Soon, the goblin warlord from the central command joined in, bringing his wolf riders with him.  The Cabal's magician general was forced into melee in a desperate attempt to survive.  Yet, even though the situation looked hopeless, he somehow managed to find the occasional reinforcement, win the important dice rolls and otherwise hold on until the end of the game.  The goblins were furious at being frustrated in this way!

The South

Separating himself from the tangled mess of deployment, the Cabal's only hero galloped to the top of the central ridge.  He reached the feature just in time to see the plains on the far side boil with approaching goblin hordes.  Anyone fancy a game of "King of the Hill"?  One undead lord against half the goblins in the world!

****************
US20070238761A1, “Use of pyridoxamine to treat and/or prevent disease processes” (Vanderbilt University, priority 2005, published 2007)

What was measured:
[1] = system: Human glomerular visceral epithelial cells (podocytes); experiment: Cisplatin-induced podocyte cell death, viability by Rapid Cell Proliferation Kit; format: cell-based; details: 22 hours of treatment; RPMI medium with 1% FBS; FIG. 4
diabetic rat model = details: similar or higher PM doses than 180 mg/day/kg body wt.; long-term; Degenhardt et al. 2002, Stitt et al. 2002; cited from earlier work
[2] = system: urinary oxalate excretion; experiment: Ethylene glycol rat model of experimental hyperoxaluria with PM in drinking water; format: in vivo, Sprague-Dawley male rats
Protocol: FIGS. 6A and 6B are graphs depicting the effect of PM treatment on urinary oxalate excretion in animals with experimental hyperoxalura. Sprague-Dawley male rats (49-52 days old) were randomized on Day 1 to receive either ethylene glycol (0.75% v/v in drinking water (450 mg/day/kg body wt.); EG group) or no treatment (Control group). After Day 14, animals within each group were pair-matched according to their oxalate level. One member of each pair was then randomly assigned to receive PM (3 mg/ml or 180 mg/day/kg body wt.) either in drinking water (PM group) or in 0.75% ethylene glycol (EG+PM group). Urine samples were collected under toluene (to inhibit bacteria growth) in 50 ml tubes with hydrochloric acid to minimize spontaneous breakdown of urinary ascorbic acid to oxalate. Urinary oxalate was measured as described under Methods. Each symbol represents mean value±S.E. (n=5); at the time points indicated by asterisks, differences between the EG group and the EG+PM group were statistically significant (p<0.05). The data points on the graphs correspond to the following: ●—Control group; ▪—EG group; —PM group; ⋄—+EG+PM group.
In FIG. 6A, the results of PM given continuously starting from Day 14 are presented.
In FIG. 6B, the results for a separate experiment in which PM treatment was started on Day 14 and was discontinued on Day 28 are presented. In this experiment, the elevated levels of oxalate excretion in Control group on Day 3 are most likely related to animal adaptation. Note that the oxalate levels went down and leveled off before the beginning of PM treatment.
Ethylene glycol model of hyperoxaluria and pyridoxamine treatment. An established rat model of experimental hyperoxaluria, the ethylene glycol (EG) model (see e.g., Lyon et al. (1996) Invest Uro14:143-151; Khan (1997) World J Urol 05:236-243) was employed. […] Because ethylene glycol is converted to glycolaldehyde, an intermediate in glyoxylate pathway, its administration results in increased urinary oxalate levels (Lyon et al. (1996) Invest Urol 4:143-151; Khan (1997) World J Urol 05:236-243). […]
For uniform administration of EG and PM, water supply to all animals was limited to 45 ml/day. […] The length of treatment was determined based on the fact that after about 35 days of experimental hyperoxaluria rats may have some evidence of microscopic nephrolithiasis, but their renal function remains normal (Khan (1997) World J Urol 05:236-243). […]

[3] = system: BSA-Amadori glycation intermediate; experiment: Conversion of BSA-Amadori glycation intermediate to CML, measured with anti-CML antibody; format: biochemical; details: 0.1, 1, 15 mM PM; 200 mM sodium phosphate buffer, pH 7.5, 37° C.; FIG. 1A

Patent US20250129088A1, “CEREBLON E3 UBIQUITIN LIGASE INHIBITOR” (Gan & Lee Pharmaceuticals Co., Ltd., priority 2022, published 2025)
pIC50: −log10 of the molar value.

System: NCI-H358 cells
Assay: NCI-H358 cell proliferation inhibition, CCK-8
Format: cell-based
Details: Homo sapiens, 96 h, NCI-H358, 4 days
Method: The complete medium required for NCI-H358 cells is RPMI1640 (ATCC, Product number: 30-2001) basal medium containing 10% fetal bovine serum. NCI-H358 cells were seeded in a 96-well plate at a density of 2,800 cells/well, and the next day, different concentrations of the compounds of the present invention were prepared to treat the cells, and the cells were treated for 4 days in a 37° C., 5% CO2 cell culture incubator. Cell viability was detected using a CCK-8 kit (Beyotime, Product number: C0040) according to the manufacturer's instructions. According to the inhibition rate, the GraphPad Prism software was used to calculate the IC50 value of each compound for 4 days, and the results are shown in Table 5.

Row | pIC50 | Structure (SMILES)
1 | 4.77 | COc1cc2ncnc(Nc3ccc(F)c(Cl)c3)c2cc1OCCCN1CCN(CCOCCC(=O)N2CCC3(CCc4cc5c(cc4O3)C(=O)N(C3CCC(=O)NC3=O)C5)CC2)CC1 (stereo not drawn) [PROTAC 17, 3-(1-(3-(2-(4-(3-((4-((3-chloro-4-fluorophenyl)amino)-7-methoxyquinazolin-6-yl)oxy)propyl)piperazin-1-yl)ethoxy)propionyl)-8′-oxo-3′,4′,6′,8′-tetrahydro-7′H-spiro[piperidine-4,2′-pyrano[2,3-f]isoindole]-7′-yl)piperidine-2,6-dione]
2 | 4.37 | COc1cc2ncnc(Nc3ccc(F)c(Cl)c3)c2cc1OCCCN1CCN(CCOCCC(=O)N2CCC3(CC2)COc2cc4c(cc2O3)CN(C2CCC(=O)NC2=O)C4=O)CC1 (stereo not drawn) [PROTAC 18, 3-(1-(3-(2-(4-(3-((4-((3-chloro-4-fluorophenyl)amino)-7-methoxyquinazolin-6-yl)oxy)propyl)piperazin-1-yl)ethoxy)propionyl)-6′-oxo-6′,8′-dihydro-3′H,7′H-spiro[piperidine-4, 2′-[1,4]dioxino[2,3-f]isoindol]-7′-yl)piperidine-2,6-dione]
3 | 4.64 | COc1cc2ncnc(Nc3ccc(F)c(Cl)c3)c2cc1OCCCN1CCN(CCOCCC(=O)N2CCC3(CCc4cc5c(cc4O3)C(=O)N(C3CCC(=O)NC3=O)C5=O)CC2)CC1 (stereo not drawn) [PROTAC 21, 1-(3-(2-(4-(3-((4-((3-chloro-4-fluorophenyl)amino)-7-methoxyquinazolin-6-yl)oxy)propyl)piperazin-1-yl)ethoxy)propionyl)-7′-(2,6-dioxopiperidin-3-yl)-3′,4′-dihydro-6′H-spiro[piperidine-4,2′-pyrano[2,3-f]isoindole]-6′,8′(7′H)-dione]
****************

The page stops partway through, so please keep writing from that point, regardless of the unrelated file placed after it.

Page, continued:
At the other end of the ridge, there was a troll.  It started to climb the hill, only to find itself face-to-face with some spirits.  I guess that trolls aren't imaginative enough to believe in ghosts; the resulting combat was predictably indecisive as neither side was able to hurt the other.

The wraiths drifted through the troll and carried on down the hill.  Near the foot, they encountered and attacked one of the goblin generals and his bodyguard.  Large swarms of giant bats joined in from all sides and the goblin chief was terrified into an early death!  The bats then flew off elsewhere.
The goblin bodyguard spent a number of turns trying to exact some revenge on the phantasms, but were completely unable to touch them.